The Birth of the Birth Control Clinic
Friday 11th March 2011
Part of the IHR@90 events
ST274/275, Stewart House
Organised in conjunction with the University of Exeter
In 1921 Marie Stopes opened the first of her pioneering birth clinics. Her work and its legacy and the subsequent history of family planning are explored in this one day-conference organised in conjunction with the University of Exeter.
Topics to be covered include Dora Russell, maternity provision in colonial India and the history of contraception. Speakers include Lesley Hall (UCL), Kate Fisher (Exeter), Stephen Brooke (York, Canada) and Sarah Hodges (Warwick).
For further information, please contact IHR.Events@sas.ac.uk. Registrations open on 31st January 2011
10.00: Registration and Coffee
10.15: Welcome and Introduction
10.30: Lesley Hall (Wellcome Library), Situating Stopes, or putting Marie in her proper place
Stephen Brooke (York, Canada), Dora Russell and Marie Stopes title tbc
Sarah Hodges (Warwick), Married Love among Madras's Neo-Malthusians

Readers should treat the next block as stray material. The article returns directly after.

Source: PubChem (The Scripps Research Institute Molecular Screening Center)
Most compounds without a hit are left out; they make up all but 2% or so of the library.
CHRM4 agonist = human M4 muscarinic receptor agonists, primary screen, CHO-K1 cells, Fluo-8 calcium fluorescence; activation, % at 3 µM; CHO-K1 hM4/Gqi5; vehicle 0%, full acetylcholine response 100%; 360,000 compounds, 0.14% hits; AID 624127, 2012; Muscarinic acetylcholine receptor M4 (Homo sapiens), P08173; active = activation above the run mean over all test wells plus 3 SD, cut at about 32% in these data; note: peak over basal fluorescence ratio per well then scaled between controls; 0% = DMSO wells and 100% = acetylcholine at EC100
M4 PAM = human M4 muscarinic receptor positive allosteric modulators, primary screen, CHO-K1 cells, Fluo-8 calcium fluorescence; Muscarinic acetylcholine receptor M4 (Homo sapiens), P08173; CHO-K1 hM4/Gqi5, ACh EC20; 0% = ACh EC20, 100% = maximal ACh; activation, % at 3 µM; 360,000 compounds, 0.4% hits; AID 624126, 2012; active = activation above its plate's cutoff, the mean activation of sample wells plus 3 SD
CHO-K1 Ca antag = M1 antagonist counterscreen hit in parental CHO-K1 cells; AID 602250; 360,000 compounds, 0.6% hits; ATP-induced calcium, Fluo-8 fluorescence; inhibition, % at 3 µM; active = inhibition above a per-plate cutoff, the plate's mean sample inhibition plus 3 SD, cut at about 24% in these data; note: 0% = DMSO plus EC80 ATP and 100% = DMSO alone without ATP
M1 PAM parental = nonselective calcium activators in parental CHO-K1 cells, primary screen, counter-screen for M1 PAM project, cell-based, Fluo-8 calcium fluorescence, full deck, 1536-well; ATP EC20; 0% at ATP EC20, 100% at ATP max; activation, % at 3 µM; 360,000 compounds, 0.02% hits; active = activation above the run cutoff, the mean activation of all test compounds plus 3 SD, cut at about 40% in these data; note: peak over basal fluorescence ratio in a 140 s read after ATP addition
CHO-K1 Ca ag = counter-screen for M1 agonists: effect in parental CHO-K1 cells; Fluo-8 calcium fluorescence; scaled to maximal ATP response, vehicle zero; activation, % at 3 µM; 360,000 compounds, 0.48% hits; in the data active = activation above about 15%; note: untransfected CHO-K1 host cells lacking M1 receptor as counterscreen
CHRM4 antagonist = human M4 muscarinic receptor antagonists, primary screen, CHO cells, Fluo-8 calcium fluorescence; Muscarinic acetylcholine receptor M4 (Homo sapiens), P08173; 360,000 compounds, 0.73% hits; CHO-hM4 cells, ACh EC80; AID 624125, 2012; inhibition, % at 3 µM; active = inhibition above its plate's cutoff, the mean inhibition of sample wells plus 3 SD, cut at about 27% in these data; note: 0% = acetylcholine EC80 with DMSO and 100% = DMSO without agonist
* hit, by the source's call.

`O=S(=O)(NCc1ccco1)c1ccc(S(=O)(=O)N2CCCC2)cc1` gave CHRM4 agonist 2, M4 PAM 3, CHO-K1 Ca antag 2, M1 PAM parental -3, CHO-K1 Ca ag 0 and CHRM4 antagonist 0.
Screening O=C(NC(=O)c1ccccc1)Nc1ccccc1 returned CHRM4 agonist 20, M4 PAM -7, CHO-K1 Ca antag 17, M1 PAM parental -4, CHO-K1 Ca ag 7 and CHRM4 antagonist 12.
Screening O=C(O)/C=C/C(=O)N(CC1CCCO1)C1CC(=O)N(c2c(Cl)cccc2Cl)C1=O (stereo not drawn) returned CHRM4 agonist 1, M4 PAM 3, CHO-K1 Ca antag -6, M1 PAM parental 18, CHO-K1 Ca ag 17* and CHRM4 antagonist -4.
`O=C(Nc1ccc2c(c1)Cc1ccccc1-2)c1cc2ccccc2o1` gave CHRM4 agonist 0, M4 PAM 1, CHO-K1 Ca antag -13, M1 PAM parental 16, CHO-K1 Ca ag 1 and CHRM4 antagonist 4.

Anne Bergin (NUI, Maynooth), From the Wop to the Bed: the modernisation of midwifery from handy woman to the professional midwife in Ireland, c.1800-1900.
1.30: Suzanne Klausen (Carleton), Marie Stopes and birth control in South Africa
2.30: After Stopes
Lara Marks, Panacea or Poisoned Chalice? A History of the Contraceptive Pill
Tania McIntosh (Nottingham), Methods and beliefs: family planning in Sheffield and Nottingham, 1925-35
Amanda Raphael (Queen Mary University of London), The history of natural childbirth title tbc
4.00: Christina Hauck (Kansas State), ‘Our Ostriches’: a birth control play by Marie Stopes title tbc